I love good food and I love uncomplicated, cozy meals, so the idea that a GaultMillau 17/20 chef in the middle of Geneva might think this is what his restaurant should serve was bound to appeal to me. Armel Bedouet has 17 points for the gastronomy restaurant l’Aparté, which has a mere 15 seats, and he is the promoted chef of the year for GaultMillau. Can the knowledge, craftsmanship and sense of art this requires be applied to a larger, bustling bistro where generous servings and a more relaxed atmosphere are the rule?
I showed up late for the press conference and lunch at the Hotel Royal on the Rue de Lausanne because my dear old iPhone had just given up the ghost and I had to make an emergency repair or buy a replacement. It was a stressful morning that started with a 05:30 departure from the mountains in Valais to arrive when Apple in Geneva opened at 09:00, followed by two maddening hours of decisions about repairs or a new one, then transferring masses of data to the new one before racing back to Gare Cornavin.
I walked into the bistro (one tram stop from the station), which faces onto the street – you might never know it shares the kitchen with this hotel’s top international restaurant. I was confronted just inside the door by several journalists wearing long brown chef aprons, trying to make madeleines, those elongated cupcakes so near and dear to the childhood of people who grew up speaking French. I was handed an apron, given a cloth pastry bag filled with madeleine mix and told to squeeze. I love to bake, but this was new to me and, sad but true, my madeleines were an undisciplined mess. I wasn’t alone, so once we had done our trial ones, the pastry chef whipped out dozens more in no time, all of them very tidy to see, and the pans went off to the oven. A special and intriguing touch: a sprinkling of fleur de sel and . Hmmm, salty cupcakes, new to me, but why not, mused this fan of chocolate with fleur de sel. See the recipe below.
It seemed an odd start to a lunch designed to show us the redone Bistro restaurant and its new approach, but I quickly understood why. Chef Bedouet and the hotel have set out to remind us of home-cooked meals, our childhoods, the simplicity, generosity and comfort of a less stressful life, associating this with a less fussy restaurant style, fresh produce and artisanal products. Bedouet comes from Brittany, a part of France I associate with an appreciation of the unfussy married with very good. He worked from 2001 to 2008 under Dominique Gauthier at Geneva’s Chat Botté before moving to the Hotel Royale and building his reputation. The underlying principle here, and he is well equipped to build on it, is traditional French bistro, but 21st century. It works.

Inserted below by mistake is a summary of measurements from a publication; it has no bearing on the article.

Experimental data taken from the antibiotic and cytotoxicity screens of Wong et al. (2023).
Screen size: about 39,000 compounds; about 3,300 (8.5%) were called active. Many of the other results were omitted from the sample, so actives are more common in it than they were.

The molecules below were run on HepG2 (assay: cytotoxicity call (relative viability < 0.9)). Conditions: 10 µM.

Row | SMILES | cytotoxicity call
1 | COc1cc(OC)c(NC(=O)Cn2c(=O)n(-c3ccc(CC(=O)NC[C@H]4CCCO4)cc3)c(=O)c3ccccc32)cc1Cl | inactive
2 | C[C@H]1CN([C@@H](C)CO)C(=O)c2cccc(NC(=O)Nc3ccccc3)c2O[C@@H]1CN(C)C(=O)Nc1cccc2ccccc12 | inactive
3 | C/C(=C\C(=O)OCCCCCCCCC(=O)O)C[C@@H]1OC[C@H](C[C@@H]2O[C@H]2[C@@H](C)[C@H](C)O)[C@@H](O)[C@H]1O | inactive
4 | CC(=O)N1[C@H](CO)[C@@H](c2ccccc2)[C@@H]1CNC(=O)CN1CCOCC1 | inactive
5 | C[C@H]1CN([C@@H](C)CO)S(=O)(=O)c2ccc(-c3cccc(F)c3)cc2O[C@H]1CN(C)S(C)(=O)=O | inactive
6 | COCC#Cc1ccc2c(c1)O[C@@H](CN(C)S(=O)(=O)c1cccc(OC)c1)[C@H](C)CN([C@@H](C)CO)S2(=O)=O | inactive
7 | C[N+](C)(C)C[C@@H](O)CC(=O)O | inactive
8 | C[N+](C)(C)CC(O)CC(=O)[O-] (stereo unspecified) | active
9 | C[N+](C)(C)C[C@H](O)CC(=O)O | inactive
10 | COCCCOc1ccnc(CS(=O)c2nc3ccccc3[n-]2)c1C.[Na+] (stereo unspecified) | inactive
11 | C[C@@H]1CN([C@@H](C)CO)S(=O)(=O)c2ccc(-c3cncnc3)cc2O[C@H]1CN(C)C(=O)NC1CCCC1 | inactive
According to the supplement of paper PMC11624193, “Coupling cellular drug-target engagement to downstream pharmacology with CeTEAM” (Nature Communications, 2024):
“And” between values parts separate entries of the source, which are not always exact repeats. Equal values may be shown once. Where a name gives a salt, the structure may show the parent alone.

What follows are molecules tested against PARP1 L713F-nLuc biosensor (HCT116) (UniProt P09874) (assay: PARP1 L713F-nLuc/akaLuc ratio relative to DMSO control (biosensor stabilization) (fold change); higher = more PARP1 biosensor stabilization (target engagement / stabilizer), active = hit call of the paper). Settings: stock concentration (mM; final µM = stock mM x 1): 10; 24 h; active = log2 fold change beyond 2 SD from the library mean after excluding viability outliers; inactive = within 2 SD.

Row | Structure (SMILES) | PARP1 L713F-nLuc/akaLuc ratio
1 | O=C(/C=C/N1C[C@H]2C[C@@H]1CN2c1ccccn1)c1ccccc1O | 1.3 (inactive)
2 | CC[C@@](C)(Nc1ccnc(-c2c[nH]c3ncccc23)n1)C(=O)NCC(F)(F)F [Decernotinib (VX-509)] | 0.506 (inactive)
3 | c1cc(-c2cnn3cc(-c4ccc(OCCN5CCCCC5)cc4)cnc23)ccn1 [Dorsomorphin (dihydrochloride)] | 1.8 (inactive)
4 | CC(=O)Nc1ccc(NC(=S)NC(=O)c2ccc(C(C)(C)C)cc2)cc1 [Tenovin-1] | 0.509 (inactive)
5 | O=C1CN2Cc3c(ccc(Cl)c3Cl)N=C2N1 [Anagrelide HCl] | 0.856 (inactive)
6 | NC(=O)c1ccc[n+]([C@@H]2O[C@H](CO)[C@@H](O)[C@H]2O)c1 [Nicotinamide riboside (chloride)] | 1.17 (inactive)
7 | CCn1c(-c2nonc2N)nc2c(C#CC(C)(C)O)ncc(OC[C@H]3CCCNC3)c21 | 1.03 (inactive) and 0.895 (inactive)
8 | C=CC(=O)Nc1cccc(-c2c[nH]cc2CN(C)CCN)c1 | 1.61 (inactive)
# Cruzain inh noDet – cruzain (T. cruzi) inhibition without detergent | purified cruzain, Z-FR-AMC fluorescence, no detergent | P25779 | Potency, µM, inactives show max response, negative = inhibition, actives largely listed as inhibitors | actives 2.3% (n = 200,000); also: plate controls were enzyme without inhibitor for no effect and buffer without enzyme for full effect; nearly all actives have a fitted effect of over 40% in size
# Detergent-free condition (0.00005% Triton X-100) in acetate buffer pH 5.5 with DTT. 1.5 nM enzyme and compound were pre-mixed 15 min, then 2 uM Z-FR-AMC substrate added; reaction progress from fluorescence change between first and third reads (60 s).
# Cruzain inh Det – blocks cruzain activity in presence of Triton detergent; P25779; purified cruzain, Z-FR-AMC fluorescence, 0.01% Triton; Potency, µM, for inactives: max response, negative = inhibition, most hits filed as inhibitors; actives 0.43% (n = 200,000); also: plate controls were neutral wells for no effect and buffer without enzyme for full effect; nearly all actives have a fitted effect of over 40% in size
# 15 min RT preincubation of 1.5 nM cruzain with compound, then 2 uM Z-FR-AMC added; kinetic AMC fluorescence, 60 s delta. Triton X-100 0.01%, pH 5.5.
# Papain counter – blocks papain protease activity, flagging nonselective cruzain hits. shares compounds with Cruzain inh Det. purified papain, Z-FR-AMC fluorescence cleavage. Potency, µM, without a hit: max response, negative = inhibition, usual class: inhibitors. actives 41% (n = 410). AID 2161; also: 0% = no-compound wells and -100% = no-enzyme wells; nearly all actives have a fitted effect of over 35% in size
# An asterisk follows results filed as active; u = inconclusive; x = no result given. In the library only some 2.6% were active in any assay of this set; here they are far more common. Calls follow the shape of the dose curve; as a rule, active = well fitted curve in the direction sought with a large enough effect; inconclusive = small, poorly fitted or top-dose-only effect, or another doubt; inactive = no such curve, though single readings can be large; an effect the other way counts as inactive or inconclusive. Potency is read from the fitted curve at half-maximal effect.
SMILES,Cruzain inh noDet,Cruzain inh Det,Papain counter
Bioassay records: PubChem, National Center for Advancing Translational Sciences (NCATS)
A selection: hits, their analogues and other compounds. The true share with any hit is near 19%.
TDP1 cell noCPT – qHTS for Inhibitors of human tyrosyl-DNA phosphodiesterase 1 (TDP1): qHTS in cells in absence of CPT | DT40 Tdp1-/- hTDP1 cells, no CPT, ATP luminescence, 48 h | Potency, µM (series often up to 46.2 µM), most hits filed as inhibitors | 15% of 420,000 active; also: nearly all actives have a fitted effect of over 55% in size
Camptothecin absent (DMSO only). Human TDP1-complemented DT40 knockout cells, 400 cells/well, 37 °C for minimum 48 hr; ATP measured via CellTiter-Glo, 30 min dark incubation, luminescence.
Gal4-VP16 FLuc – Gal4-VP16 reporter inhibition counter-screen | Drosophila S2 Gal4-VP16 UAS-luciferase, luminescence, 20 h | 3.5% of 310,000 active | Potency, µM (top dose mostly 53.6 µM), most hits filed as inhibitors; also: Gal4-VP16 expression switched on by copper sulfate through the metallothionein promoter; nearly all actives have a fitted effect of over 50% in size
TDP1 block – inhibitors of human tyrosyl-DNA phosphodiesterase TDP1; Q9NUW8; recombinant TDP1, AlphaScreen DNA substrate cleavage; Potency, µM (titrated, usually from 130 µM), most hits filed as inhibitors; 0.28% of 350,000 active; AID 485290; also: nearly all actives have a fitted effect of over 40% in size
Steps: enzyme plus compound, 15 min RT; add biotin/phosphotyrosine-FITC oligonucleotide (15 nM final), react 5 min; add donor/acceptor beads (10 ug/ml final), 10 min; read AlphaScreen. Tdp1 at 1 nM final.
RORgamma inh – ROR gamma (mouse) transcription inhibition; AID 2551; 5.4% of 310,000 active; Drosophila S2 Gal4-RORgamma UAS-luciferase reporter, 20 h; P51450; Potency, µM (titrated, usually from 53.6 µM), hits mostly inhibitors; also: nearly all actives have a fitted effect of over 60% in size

Changing style to match shifting eating habits
The hotel brings in visitors to Geneva, and the restaurant is known for its business lunches, but the bistro is keen to attract a local crowd whose eating habits are changing. Lighter meals, more vegetarian dishes, meals eaten more quickly than in the past, for prices that don’t consume a monthly salary and yet with good quality local products used – sharing dishes, having just a glass of wine: this is the new, young consumer. “We’re known today for our business lunches. We’d like to attract a new clientele to Bistro by making it more popular with workers, more accessible,” says Brice Lavedrine, Hotel Royal director.
Switzerland is a land of gastronomy, with the highest per capita number of Michelin starred restaurants in the world, but it remains to be seen if these will all stay in business as eating and drinking habits change. I recently spoke to two top chefs, one in a small town and the other in Lausanne, who say their business definitely has been affected by tougher laws on alcohol consumption and driving. Bistro seems determined to find a new way forward for fine cuisine.